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oxytocin and bonding

Better bonding.

Sufferers of depression, anxiety or personality disorders often have higher levels of the ‘stress hormone’ Cortisol in their bodies1. This reduces your happy hormone levels and can impede your ability to form strong social or romantic bonds with those around you2.

How happy hormones work.

When adults have social contact, they release the ‘love hormone’, serotonin, and dopamine. If your cortisol levels are too high, you’ll naturally find it more difficult to feel a connection in social or romantic situations3. But, once happy hormones are released back into the brain, stress and anxiety levels decrease4, helping to emotionally reset those who have been dealing with an imbalance5.


Mood enhancer benefits.

Happy hormones have a number of benefits and this is why depressed and anxious people often continue to feel worse in a debilitating cycle. Mood enhancers can positively impact mental and emotional health, such as improving the ability to relax and trust others. This causes you to have an emotional response that’s positive, which allows you to bond better and experience feelings of intimacy that you otherwise wouldn’t6.

Oxytocin and motherhood.

Happy hormones play a crucial role in how mothers’ bond with their babies. During labor, mothers experience a surge of love hormone which strengthens their bond with their new born baby after birth. Mothers that breastfeed exclusively and do not use any bottles of formula will also see higher levels of love hormone than those that do not. This goes to show just how essential happy hormones are for us to create strong emotional bonds at every stage in life.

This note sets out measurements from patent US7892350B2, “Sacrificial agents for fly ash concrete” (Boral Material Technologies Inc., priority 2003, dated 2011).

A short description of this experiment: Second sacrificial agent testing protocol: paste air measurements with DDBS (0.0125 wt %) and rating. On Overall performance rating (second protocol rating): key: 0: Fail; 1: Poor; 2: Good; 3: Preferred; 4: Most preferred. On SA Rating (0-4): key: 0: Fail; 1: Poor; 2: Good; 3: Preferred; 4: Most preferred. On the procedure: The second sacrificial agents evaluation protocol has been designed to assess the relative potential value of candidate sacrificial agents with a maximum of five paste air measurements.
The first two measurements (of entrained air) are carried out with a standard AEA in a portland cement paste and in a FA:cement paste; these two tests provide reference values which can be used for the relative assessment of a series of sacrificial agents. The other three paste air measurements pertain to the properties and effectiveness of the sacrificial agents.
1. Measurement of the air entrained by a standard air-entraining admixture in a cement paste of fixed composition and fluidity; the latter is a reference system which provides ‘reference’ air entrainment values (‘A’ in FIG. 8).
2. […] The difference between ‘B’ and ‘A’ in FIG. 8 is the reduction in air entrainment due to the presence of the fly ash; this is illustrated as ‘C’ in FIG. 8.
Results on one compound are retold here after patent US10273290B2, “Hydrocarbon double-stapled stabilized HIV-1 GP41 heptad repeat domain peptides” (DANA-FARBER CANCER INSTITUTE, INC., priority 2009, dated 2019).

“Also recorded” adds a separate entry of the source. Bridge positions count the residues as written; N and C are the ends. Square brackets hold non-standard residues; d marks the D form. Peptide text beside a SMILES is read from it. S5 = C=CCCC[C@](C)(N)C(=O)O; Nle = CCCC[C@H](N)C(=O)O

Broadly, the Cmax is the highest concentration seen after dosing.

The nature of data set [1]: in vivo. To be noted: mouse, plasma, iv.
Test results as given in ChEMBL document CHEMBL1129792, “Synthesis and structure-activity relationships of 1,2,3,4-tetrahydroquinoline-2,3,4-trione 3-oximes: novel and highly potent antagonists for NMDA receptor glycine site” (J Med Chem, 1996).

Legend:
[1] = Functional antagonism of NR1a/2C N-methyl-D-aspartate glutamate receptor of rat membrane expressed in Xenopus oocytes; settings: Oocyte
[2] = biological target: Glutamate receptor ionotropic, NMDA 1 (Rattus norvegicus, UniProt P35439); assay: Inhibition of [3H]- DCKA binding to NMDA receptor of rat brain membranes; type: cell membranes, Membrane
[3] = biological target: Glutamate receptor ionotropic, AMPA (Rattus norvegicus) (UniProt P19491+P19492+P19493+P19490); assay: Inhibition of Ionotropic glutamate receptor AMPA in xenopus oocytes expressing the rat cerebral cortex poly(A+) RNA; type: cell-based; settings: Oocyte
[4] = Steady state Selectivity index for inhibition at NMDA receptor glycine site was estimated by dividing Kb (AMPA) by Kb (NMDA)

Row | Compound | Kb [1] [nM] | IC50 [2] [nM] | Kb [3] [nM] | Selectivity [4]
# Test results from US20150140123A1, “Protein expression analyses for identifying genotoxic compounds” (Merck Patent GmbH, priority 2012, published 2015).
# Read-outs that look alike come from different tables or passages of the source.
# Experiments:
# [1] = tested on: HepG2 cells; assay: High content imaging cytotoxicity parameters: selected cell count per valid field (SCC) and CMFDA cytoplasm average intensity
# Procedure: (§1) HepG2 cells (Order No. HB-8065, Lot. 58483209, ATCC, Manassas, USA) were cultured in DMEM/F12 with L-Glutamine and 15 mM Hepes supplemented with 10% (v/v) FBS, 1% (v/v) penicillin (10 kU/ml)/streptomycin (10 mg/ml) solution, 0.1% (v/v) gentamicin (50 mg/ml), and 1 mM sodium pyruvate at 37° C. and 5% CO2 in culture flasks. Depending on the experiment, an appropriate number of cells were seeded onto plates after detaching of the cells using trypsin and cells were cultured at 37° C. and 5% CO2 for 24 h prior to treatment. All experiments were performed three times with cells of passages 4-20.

Mood enhancers that work.

Take a look at our effective range of mood enhancer and dopamine supplements for people struggling with anxiety, depression, and personality disorders.

Target Content

  1. Scott LV, Dinan TG. Urinary free cortisol excretion in chronic fatigue syndrome, major depressive disorder and in healthy volunteers. J Affect Disord; 1998 Jan;47(1-3):49-54
  2. Uvnas-Moberg K, Petersson M. Oxytocin, a mediator of anti-stress, well-being, social interaction, growth and healing. Z Psychosom Med Psychother. 2005;51(1):57-80
  3. Ditzen B et al. Intranasal oxytocin increases positive communication and reduces cortisol levels during couple conflict. Biol Psychiatry. 2009 May 1;65(9):728-31
  4. Guastella et al. A randomized controlled trial of intranasal oxytocin as an adjunct to exposure therapy for social anxiety disorder. Psychoneuroendocrinology. 2009 Apr;27(8):1947-56
  5. Buchheim A et al. Oxytocin enhances the experience of attachment security. Psychoendocrinology. 2009 Oct;34(9):1417-22
  6. Zak PJ, Kurzban R, Matzner WT. Oxytocin is associated with human trustworthiness. Horm Behav. 2005 Dec;48(5):522-7